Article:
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Italian cycling saw the retirement of one of its most flamboyant riders in Filippo Pozzato (Wilier Triestina-Selle Italia) Tuesday, bringing an end to a lengthy career in the professional ranks.
Rumors had been churning that the high-flying Pozzato was going to call curtains on his 19-year career. He confirmed the news in a Facebook post.
“I am writing the conclusion of the most fun and intense period of my life,” Pozzato said. “My dreams of a child were realized, but now it ends maybe not as I would have liked but as a man I accept it.”
The 37-year-old was part of Mapei’s fabled recruitment class that also included Fabian Cancellara and Michael Rogers, a group that entered the peloton in 2000. Pozzato won 33 races in his career, including the 2006 Milano-Sanremo and stages in the Giro d’Italia and Tour de France. By his own admission, Pozzato never quite fulfilled expectations. His final victory came at the GP Ouest-France in 2013.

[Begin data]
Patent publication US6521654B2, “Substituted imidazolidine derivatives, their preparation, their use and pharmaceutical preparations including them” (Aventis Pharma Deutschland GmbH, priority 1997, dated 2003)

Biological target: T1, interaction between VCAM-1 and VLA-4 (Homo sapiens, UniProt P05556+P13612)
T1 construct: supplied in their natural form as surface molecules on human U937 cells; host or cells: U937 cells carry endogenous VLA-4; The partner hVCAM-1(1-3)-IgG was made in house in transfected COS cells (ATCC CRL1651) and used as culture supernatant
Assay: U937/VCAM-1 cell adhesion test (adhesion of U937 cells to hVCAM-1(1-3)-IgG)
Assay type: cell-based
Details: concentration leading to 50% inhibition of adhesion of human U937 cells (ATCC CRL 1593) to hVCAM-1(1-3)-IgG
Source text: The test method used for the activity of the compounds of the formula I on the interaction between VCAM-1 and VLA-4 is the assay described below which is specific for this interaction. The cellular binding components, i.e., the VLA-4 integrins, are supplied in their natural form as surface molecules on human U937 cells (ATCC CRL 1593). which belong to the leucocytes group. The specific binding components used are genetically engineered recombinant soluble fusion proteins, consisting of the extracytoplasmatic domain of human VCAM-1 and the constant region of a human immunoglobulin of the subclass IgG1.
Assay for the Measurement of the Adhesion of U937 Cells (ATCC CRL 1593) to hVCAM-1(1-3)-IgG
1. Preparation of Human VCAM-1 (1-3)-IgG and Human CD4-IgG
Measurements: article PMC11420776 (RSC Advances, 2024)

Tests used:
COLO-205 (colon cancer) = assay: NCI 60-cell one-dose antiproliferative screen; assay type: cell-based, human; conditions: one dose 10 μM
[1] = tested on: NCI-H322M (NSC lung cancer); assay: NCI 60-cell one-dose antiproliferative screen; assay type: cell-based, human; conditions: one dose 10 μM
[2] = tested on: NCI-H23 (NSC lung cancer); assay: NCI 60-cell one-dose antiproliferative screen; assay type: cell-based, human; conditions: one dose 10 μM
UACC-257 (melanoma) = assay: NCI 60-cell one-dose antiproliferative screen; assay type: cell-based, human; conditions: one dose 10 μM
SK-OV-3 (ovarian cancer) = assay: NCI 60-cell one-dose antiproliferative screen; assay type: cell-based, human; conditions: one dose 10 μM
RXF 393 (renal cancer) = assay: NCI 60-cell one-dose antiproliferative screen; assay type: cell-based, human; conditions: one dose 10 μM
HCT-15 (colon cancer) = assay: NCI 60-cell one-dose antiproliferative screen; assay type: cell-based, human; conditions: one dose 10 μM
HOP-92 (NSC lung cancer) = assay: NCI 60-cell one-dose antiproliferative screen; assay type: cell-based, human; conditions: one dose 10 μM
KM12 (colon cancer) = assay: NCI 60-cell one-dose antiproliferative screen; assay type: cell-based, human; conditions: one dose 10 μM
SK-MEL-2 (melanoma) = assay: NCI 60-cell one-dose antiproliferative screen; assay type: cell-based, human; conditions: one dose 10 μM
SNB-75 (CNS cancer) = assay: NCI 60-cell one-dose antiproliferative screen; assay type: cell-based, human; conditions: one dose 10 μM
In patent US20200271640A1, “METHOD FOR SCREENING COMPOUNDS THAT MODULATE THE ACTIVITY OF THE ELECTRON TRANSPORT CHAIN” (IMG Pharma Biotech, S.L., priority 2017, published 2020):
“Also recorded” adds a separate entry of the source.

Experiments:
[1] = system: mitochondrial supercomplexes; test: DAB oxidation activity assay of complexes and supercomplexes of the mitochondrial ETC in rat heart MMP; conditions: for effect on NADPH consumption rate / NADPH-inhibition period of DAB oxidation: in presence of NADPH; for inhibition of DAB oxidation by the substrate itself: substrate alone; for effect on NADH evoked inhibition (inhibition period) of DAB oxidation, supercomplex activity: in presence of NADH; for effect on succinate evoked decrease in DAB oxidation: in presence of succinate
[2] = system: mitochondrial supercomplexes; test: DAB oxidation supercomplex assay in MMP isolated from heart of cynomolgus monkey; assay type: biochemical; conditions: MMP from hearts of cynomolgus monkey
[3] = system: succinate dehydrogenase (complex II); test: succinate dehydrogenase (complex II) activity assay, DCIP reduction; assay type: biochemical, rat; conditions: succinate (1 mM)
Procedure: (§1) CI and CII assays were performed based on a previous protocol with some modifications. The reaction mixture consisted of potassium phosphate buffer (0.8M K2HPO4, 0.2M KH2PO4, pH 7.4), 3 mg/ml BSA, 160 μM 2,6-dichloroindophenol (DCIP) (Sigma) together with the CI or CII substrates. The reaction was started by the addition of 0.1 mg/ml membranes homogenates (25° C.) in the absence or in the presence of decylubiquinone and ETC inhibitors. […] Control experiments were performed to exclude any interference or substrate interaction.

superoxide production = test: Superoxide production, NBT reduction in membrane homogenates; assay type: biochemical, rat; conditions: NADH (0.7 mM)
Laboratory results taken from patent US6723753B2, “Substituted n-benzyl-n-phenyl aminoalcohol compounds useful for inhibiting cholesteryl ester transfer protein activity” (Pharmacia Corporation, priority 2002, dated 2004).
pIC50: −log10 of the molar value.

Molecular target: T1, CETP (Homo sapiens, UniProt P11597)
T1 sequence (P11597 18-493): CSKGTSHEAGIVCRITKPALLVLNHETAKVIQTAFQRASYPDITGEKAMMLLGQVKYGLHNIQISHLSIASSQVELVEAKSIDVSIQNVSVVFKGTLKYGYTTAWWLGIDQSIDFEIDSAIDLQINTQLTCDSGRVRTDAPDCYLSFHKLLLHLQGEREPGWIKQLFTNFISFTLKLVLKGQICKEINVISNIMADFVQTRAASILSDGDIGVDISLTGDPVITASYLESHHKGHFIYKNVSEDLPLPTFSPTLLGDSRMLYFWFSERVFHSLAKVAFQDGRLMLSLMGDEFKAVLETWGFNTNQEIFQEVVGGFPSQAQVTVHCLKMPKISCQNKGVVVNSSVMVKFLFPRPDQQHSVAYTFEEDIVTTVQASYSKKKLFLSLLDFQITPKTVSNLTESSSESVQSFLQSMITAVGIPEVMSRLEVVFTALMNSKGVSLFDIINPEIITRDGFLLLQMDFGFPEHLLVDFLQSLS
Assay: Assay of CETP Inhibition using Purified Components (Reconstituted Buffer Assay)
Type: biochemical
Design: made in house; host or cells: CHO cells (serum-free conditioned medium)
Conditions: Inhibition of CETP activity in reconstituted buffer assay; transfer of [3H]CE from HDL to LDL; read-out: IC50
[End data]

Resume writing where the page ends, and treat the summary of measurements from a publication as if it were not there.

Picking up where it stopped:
“I still managed to realize some of my dreams, like Sanremo in 2006,” Pozzato said. “The last few years haven’t been easy. I always tried to get the most out of it, but eventually I had to surrender.”
Pozzato was among the last of the Italians who thrived on the pavé of Belgian from the 1990s. Runner-up in such races as Paris-Roubaix and Tour of Flanders, he won at Omloop Het Volk and E3 Harelbeke but was the nearly man in the northern monuments.
After Mapei disbanded in 2002, Pozzato bounced from team to team, riding with Fassa Bortolo, Quick-Step, Liquigas and Katusha. He rode his last season in the WorldTour with Lampre in 2015, and finished out his career with three seasons with Pro Continental team Wilier Triestina-Selle Italia. He received a three-month ban in 2012 after admitting he worked with Michele Ferrari in 2006.
In many ways, Pozzato was the last of the charismatic and flamboyant stars who lit up the Italian peloton. Along with the retirement this summer of Damiano Cunego, Italian cycling can count on Vincenzo Nibali (Bahrain-Merida) and some promising new talent coming up.
The death of his father this summer marked him, and when top invitations didn’t come this season to race the northern classics, Pozzato knew time was running out.
In retirement he said he will work closely with a Continental team that he’s backing.
“The curtain comes down without making too much noise as I would have liked,” he wrote. “Now a new life begins, with so many projects I am working on. I’m building a Continental team which I hope to see many young cyclists realize their dreams and take me along with them.”